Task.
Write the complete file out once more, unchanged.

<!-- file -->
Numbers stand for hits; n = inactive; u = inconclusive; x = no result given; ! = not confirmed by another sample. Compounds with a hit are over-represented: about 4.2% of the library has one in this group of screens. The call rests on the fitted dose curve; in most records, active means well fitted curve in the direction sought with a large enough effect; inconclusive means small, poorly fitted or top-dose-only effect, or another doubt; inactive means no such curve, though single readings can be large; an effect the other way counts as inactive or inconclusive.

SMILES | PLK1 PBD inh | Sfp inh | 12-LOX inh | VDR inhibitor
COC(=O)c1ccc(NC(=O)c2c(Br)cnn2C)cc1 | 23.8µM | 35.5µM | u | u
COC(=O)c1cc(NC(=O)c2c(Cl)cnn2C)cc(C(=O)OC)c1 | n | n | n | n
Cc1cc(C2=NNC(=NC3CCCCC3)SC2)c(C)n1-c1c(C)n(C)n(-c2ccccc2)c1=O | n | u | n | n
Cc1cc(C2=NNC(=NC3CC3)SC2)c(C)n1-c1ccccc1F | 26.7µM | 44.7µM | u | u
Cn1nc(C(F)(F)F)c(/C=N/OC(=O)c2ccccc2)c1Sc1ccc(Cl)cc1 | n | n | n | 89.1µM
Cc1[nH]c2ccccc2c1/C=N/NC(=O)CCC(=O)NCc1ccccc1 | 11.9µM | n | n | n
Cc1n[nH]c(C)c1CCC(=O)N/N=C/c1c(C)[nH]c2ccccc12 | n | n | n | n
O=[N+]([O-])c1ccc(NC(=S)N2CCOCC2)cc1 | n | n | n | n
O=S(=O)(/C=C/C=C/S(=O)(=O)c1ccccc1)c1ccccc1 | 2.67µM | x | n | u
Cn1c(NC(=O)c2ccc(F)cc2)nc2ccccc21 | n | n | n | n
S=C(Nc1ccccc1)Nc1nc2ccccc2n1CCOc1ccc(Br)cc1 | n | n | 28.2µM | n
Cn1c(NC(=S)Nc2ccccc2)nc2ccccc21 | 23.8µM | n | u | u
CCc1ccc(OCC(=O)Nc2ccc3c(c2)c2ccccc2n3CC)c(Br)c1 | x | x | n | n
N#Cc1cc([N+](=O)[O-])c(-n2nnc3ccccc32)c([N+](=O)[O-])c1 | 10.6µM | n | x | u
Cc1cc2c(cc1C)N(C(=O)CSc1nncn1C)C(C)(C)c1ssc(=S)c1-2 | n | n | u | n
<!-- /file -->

Numbers stand for hits; n = inactive; u = inconclusive; x = no result given; ! = not confirmed by another sample. Compounds with a hit are over-represented: about 4.2% of the library has one in this group of screens. The call rests on the fitted dose curve; in most records, active means well fitted curve in the direction sought with a large enough effect; inconclusive means small, poorly fitted or top-dose-only effect, or another doubt; inactive means no such curve, though single readings can be large; an effect the other way counts as inactive or inconclusive.

SMILES | PLK1 PBD inh | Sfp inh | 12-LOX inh | VDR inhibitor
COC(=O)c1ccc(NC(=O)c2c(Br)cnn2C)cc1 | 23.8µM | 35.5µM | u | u
COC(=O)c1cc(NC(=O)c2c(Cl)cnn2C)cc(C(=O)OC)c1 | n | n | n | n
Cc1cc(C2=NNC(=NC3CCCCC3)SC2)c(C)n1-c1c(C)n(C)n(-c2ccccc2)c1=O | n | u | n | n
Cc1cc(C2=NNC(=NC3CC3)SC2)c(C)n1-c1ccccc1F | 26.7µM | 44.7µM | u | u
Cn1nc(C(F)(F)F)c(/C=N/OC(=O)c2ccccc2)c1Sc1ccc(Cl)cc1 | n | n | n | 89.1µM
Cc1[nH]c2ccccc2c1/C=N/NC(=O)CCC(=O)NCc1ccccc1 | 11.9µM | n | n | n
Cc1n[nH]c(C)c1CCC(=O)N/N=C/c1c(C)[nH]c2ccccc12 | n | n | n | n
O=[N+]([O-])c1ccc(NC(=S)N2CCOCC2)cc1 | n | n | n | n
O=S(=O)(/C=C/C=C/S(=O)(=O)c1ccccc1)c1ccccc1 | 2.67µM | x | n | u
Cn1c(NC(=O)c2ccc(F)cc2)nc2ccccc21 | n | n | n | n
S=C(Nc1ccccc1)Nc1nc2ccccc2n1CCOc1ccc(Br)cc1 | n | n | 28.2µM | n
Cn1c(NC(=S)Nc2ccccc2)nc2ccccc21 | 23.8µM | n | u | u
CCc1ccc(OCC(=O)Nc2ccc3c(c2)c2ccccc2n3CC)c(Br)c1 | x | x | n | n
N#Cc1cc([N+](=O)[O-])c(-n2nnc3ccccc32)c([N+](=O)[O-])c1 | 10.6µM | n | x | u
Cc1cc2c(cc1C)N(C(=O)CSc1nncn1C)C(C)(C)c1ssc(=S)c1-2 | n | n | u | n